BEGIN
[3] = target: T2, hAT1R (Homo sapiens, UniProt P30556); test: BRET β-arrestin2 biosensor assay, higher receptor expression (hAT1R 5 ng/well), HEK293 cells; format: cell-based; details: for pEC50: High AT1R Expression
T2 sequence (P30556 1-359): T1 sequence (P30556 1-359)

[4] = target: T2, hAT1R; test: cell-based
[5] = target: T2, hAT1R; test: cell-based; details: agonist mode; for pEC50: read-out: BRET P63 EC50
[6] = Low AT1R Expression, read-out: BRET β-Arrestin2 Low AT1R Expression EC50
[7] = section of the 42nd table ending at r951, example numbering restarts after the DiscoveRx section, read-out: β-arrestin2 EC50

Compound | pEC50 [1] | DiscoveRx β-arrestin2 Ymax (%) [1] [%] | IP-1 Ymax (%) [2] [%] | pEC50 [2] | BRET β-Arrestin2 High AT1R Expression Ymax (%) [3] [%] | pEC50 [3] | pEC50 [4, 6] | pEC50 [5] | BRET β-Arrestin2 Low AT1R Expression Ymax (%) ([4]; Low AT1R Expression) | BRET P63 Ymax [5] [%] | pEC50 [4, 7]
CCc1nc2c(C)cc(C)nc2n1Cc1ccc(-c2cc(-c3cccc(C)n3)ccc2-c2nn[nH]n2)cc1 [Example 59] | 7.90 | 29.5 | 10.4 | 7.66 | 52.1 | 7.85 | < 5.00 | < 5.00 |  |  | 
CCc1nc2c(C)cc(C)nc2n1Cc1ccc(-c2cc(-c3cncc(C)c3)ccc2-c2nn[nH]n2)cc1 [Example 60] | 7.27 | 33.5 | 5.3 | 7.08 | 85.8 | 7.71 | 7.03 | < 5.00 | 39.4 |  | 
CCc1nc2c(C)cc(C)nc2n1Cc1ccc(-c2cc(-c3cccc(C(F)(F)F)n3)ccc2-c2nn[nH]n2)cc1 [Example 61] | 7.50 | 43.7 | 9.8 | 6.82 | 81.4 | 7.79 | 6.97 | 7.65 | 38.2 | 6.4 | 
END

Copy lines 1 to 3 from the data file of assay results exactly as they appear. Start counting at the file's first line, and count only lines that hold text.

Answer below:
[3] = target: T2, hAT1R (Homo sapiens, UniProt P30556); test: BRET β-arrestin2 biosensor assay, higher receptor expression (hAT1R 5 ng/well), HEK293 cells; format: cell-based; details: for pEC50: High AT1R Expression
T2 sequence (P30556 1-359): T1 sequence (P30556 1-359)

[4] = target: T2, hAT1R; test: cell-based